The field of project management is always changing, and it’s up to us as masters of the profession to keep up. But is official certification the way to do it? Only you can answer that question for yourself, but here are some rationales from the Project Management Institute to consider.
Objective Third-Party Endorsement
A PMI certification reflects your project management knowledge, skills and abilities. As a respected institution in the industry, PMI can provide unbiased support for your project management expertise and professional experience.
Proof of Achievement
A PMI certification shows that you have demonstrated excellence in the field by meeting standard requirements established by global project management practitioners. The global aspect is critical because there may come a time very soon when the ability to manage cross-national project teams is imperative.
A PMI certification can lead to greater earnings. Many certification holders experience salary increases because of their certification status, and these increases definitely add up over the course of a career.
A PMI certification identifies you as a practitioner who has demonstrated competency in general project management processes or in specialty areas of practice based on industry standards. This may well lead to recruitment into a sexier area of project management or a role that’s a step up from your current one.
Employers like to see candidates and employees who invest in their own professional development. Certification shows your commitment to the field and illustrates that you are to in it to win it. This perception makes it likely that the most prestigious employers will consider hiring you for their open PM positions.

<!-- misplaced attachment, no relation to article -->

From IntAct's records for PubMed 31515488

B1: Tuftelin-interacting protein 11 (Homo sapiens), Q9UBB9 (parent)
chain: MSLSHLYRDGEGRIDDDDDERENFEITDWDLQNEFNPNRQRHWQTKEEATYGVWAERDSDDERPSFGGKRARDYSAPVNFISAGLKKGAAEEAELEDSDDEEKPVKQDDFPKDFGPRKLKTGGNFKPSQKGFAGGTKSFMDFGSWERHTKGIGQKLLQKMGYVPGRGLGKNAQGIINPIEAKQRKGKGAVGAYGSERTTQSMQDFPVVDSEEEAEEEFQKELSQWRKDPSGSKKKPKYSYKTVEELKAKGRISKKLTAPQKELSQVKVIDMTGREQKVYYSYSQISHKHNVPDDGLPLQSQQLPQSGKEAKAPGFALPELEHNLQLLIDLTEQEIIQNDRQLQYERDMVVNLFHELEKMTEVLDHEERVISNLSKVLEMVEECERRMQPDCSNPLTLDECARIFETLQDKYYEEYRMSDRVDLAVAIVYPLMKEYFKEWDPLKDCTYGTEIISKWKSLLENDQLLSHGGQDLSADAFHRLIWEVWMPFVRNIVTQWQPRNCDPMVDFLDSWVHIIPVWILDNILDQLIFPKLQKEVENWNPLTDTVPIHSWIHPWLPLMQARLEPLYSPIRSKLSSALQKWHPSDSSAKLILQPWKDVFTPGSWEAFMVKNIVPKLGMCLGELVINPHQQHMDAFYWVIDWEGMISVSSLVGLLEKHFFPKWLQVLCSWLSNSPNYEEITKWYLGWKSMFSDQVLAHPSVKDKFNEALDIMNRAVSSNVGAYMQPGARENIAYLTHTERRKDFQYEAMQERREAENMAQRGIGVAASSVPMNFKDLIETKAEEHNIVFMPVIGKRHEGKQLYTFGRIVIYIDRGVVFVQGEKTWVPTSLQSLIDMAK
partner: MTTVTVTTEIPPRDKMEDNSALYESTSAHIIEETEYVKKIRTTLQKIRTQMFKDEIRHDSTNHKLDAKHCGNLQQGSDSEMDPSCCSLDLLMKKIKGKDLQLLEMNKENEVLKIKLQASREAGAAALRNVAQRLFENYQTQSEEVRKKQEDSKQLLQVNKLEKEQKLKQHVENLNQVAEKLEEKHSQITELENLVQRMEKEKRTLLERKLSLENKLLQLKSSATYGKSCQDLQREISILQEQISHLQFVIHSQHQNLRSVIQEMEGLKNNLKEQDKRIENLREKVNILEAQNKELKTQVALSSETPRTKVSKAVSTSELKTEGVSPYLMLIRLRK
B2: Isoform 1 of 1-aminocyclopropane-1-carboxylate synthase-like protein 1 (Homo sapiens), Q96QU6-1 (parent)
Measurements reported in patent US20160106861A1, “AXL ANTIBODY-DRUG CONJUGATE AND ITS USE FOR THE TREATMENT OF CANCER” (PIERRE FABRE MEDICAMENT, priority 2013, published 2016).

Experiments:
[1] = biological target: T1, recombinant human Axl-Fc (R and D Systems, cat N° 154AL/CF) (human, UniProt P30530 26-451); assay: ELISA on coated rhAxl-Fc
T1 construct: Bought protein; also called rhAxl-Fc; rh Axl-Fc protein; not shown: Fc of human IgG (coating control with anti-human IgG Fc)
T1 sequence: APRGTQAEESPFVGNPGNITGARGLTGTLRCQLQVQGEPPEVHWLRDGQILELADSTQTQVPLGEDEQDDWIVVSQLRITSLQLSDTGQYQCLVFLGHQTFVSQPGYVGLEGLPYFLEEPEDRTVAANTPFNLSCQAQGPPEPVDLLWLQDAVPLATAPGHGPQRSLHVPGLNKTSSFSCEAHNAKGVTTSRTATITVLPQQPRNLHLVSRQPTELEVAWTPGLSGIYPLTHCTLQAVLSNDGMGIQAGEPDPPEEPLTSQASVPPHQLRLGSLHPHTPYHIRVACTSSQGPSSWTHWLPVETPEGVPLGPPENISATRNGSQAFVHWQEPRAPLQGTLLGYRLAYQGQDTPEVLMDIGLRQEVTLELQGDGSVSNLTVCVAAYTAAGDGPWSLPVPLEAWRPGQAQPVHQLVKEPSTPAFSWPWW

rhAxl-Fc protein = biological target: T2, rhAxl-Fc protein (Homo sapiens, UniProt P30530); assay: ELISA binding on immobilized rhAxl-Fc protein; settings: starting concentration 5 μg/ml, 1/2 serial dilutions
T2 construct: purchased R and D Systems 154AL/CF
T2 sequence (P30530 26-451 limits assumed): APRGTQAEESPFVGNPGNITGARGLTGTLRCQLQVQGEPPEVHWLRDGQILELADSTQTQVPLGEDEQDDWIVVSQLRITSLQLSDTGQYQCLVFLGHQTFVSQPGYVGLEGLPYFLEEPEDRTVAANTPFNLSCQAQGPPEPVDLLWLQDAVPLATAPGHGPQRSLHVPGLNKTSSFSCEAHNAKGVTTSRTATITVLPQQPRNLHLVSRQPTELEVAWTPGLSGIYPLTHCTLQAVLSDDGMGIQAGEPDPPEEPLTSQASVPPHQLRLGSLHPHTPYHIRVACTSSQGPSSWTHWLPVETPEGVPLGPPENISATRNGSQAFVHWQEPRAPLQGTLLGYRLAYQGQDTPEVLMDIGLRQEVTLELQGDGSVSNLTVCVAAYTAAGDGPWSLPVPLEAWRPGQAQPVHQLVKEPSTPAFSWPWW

A PMI certification makes it easier for potential employers to evaluate you against other candidates with similar experience and ultimately decide that you have the edge. In a competitive job market, a certification can be your differentiator, the unique value you bring to the table.
Despite its benefits, though, certification isn’t for everyone. It does, of course, take time and financial resources, and if you aren’t sure that project management is the field for you, then it may not be worth it.
But for those who do decide it’s the right decision, getting this type of education is easier than ever. Certifications like those from PMI represent the future of what is called micro-credentialing, or leveraging a shorter-term education program (often in place of a traditional degree) to show competence in a specific skill area. In the next post, we’ll discuss the different types of PM certification you can currently obtain.
//Posted in Project Management | Tagged career, certification, goal-setting, job searching, marketability, professional development, project management, promotion, skill acquisition